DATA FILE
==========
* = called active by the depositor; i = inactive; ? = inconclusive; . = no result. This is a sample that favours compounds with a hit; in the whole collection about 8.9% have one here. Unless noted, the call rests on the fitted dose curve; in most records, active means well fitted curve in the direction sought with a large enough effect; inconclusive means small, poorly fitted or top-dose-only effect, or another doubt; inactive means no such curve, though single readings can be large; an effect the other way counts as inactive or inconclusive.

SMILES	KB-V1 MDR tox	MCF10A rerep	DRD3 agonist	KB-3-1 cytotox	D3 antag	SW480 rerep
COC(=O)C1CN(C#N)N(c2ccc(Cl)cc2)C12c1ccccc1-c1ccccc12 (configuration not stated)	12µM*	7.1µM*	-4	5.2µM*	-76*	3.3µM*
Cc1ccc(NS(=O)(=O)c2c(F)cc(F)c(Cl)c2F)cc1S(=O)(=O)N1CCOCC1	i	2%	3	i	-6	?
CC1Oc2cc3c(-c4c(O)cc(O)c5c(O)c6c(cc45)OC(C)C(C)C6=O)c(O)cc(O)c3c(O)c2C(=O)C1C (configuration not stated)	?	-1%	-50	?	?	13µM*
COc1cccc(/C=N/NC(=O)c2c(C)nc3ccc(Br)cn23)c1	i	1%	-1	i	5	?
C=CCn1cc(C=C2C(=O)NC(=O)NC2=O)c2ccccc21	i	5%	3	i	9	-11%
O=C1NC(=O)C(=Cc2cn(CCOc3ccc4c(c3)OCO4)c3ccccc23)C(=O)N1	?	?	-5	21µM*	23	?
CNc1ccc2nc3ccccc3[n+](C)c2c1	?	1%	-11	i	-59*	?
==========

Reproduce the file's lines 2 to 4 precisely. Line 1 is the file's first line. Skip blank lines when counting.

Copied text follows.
SMILES	KB-V1 MDR tox	MCF10A rerep	DRD3 agonist	KB-3-1 cytotox	D3 antag	SW480 rerep
COC(=O)C1CN(C#N)N(c2ccc(Cl)cc2)C12c1ccccc1-c1ccccc12 (configuration not stated)	12µM*	7.1µM*	-4	5.2µM*	-76*	3.3µM*
Cc1ccc(NS(=O)(=O)c2c(F)cc(F)c(Cl)c2F)cc1S(=O)(=O)N1CCOCC1	i	2%	3	i	-6	?